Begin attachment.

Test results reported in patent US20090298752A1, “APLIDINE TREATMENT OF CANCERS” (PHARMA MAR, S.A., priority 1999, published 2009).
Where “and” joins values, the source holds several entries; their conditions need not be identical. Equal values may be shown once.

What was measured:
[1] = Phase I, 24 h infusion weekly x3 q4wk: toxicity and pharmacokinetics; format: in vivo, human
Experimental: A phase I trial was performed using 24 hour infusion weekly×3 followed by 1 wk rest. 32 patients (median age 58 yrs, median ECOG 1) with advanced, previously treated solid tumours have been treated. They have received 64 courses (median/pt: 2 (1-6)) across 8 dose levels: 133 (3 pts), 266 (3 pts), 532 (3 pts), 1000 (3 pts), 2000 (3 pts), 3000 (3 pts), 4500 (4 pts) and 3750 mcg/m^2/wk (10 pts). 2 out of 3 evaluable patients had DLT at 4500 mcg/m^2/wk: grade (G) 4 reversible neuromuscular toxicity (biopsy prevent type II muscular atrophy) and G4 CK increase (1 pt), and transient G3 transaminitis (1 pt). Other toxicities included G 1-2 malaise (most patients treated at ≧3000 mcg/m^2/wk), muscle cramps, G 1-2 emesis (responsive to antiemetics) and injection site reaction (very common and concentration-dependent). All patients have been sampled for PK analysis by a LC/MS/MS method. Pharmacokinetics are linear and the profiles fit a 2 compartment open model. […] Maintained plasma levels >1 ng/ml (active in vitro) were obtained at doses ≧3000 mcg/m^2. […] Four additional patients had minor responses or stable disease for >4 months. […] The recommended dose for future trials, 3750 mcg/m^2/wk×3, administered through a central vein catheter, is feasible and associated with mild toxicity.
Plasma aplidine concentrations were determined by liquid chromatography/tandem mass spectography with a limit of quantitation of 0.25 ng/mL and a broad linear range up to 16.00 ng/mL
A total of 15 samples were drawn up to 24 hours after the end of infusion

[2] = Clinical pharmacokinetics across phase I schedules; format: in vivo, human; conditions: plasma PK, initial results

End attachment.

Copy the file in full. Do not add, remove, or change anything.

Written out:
Test results reported in patent US20090298752A1, “APLIDINE TREATMENT OF CANCERS” (PHARMA MAR, S.A., priority 1999, published 2009).
Where “and” joins values, the source holds several entries; their conditions need not be identical. Equal values may be shown once.

What was measured:
[1] = Phase I, 24 h infusion weekly x3 q4wk: toxicity and pharmacokinetics; format: in vivo, human
Experimental: A phase I trial was performed using 24 hour infusion weekly×3 followed by 1 wk rest. 32 patients (median age 58 yrs, median ECOG 1) with advanced, previously treated solid tumours have been treated. They have received 64 courses (median/pt: 2 (1-6)) across 8 dose levels: 133 (3 pts), 266 (3 pts), 532 (3 pts), 1000 (3 pts), 2000 (3 pts), 3000 (3 pts), 4500 (4 pts) and 3750 mcg/m^2/wk (10 pts). 2 out of 3 evaluable patients had DLT at 4500 mcg/m^2/wk: grade (G) 4 reversible neuromuscular toxicity (biopsy prevent type II muscular atrophy) and G4 CK increase (1 pt), and transient G3 transaminitis (1 pt). Other toxicities included G 1-2 malaise (most patients treated at ≧3000 mcg/m^2/wk), muscle cramps, G 1-2 emesis (responsive to antiemetics) and injection site reaction (very common and concentration-dependent). All patients have been sampled for PK analysis by a LC/MS/MS method. Pharmacokinetics are linear and the profiles fit a 2 compartment open model. […] Maintained plasma levels >1 ng/ml (active in vitro) were obtained at doses ≧3000 mcg/m^2. […] Four additional patients had minor responses or stable disease for >4 months. […] The recommended dose for future trials, 3750 mcg/m^2/wk×3, administered through a central vein catheter, is feasible and associated with mild toxicity.
Plasma aplidine concentrations were determined by liquid chromatography/tandem mass spectography with a limit of quantitation of 0.25 ng/mL and a broad linear range up to 16.00 ng/mL
A total of 15 samples were drawn up to 24 hours after the end of infusion

[2] = Clinical pharmacokinetics across phase I schedules; format: in vivo, human; conditions: plasma PK, initial results